Mapping of Policy Context and Catadores in Mozambique

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  • Mapping of the Policy Context and Catadores Organizations in Maputo, Mozambique

    Charlotte Allen and Elsio Jossias(with contributions from Sonia Dias)

    WIEGO Organizing Brief No. 6

  • WIEGO Organizing Brief No. 6

    WIEGO Organizing Briefs

    The global research-policy-action network Women in Informal Employment: Globalizing and Organizing (WIEGO) contain analysis of organizing strategies and practices in the informal economy. This series aims to support organizing efforts and disseminate better practices. They complement worker education materials produced by WIEGOs Organization and Representation Programme.

    Acknowledgements

    The authors would like to thank all those who agreed to be interviewed. Special thanks are due to Hfido Abacassamo, Director of Municipal Services for Cleansing and Cemeteries of the City of Maputo and his team, for facilitating access to the dump at Hulene and organizing meetings with the catadores who work there.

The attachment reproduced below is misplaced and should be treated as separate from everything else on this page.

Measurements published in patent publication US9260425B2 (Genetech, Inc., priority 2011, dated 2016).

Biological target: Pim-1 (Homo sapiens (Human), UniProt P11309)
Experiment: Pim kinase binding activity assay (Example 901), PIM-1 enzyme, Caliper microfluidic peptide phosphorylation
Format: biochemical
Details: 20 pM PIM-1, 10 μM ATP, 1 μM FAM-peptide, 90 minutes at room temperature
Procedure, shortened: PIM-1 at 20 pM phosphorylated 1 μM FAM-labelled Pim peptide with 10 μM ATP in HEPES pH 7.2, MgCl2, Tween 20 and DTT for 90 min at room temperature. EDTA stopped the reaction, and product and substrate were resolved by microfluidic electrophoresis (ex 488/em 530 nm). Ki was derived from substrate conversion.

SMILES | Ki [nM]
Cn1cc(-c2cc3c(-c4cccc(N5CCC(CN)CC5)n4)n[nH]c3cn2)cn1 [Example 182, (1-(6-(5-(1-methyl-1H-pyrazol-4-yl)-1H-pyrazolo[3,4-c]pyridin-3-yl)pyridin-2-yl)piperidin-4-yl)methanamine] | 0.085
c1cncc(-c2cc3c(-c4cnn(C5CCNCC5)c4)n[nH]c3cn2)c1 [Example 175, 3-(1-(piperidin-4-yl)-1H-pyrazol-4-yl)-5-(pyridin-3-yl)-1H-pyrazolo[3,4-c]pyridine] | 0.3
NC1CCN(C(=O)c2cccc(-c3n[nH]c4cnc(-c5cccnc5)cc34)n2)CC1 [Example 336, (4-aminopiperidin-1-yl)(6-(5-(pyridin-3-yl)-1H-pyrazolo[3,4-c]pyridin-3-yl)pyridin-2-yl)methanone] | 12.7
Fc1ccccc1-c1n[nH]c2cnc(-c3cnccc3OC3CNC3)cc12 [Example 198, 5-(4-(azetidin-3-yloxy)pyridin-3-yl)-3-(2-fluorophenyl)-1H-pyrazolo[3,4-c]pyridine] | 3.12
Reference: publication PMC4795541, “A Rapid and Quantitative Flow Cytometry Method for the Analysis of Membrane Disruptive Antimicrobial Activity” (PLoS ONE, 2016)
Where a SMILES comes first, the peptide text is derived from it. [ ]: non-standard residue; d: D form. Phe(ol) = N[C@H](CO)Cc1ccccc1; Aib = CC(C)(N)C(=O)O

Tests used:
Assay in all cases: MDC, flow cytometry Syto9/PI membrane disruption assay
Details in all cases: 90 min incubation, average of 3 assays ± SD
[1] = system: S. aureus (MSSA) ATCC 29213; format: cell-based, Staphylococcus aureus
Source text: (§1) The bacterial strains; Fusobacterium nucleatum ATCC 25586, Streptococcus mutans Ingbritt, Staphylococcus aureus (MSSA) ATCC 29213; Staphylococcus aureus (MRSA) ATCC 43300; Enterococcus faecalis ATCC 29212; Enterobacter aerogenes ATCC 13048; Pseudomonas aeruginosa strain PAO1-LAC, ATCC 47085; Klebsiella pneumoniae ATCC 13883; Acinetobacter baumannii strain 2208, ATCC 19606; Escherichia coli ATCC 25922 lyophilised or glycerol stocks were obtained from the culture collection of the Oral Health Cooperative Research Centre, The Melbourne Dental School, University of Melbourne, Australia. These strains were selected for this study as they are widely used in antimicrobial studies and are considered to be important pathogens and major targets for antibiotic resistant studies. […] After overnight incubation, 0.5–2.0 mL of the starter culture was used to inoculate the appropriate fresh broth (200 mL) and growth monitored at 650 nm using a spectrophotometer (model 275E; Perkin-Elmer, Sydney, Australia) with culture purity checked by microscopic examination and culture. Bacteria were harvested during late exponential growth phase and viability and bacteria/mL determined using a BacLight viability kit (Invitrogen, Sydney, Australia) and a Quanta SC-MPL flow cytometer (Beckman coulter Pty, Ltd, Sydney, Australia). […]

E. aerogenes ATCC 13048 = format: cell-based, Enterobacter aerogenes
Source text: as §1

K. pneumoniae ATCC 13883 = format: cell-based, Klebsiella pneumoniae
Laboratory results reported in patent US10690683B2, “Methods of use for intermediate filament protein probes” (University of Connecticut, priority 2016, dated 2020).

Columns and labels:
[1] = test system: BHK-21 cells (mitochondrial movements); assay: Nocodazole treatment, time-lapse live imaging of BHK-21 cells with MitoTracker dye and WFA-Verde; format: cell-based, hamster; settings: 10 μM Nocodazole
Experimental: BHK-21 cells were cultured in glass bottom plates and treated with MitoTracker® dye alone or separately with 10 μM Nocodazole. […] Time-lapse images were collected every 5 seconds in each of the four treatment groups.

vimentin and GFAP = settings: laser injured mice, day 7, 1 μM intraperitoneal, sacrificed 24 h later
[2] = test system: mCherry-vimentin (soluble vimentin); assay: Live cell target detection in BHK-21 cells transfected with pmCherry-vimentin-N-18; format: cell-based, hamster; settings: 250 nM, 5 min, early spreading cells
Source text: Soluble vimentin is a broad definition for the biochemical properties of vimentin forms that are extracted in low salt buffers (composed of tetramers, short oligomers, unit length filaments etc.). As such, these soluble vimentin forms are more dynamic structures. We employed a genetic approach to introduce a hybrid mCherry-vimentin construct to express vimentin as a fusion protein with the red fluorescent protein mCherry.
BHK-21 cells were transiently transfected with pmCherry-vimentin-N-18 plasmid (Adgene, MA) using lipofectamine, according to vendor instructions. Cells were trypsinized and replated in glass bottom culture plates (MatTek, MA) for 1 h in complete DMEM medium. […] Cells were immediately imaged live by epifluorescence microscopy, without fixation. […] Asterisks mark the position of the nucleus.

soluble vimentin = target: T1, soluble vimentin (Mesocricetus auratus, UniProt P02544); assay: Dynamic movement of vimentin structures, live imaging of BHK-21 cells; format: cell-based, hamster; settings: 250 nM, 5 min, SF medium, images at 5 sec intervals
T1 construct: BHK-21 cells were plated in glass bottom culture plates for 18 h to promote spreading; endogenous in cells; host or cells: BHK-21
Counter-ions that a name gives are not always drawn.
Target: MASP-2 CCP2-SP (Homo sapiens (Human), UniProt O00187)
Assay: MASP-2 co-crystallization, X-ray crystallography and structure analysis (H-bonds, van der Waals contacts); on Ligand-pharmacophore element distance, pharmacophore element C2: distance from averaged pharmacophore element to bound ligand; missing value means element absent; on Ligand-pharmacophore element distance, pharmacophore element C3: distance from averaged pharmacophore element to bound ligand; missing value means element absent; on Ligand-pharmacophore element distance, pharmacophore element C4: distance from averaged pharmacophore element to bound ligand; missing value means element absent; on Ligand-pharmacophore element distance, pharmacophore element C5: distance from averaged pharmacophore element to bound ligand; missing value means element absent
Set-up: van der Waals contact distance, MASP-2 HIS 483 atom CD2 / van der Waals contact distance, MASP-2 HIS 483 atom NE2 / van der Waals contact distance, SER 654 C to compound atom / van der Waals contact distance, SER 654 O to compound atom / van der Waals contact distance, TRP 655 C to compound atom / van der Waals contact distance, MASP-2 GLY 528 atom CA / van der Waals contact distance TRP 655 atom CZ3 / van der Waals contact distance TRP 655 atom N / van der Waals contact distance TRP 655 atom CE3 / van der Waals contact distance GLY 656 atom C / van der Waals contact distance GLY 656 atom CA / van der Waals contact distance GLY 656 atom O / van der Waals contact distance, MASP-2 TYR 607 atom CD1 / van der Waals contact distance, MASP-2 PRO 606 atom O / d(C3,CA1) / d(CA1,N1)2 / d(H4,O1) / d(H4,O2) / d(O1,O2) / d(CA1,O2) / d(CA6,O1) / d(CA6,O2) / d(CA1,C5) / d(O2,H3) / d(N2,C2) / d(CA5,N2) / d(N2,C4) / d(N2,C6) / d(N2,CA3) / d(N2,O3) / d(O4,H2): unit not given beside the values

Publication date: May 2011

    Published by Women in Informal Employment: Globalizing and Organizing (WIEGO) A Charitable Company Limited by Guarantee Company No. 6273538, Registered Charity No. 1143510

    WIEGO Secretariat WIEGO Limited Harvard University 521 Royal Exchange 79 John F. Kennedy Street Manchester M2 7EN Cambridge, MA 02138, USA United Kingdom

    www.wiego.org

    Copyright WIEGO. This report can be replicated for educational and organizing purposes as long as the source is acknowledged.

    Design: Julian Luckham

    Cover photograph: Aida, catadora at RECICLA cooperative

  • Mapping of the Policy Context and Catadores Organizations in Maputo, Mozambique

    List of Abbreviations

    ADASBU Associao para o Desenvolvimento de gua e Saneamento do Bairro de Urbanizao

    AMOR Associao Moambicana de reciclagem (Mozambican Recycling Association)

    CAFOD Catholic Overseas Development Agency (UK)

    CBO Community-based organization

    CMM Conselho Municipal de Maputo (Maputo Municipal Council)

    DANIDA Danish International Development Agency

    DMSC Direco Municipal de Salubridade e Cemetrios (Municipal Directorate of Cleansing and Cemeteries)

    ECHO European Commissions Humanitarian Aid Department

    FERTILIZA A cooperative of catadores being established by LVIA for composting organic waste

    FOKAMAX Forum of CBOs in KaMaxaquene Municipal District, Maputo

    GDP Gross domestic product

    GTZ German development agency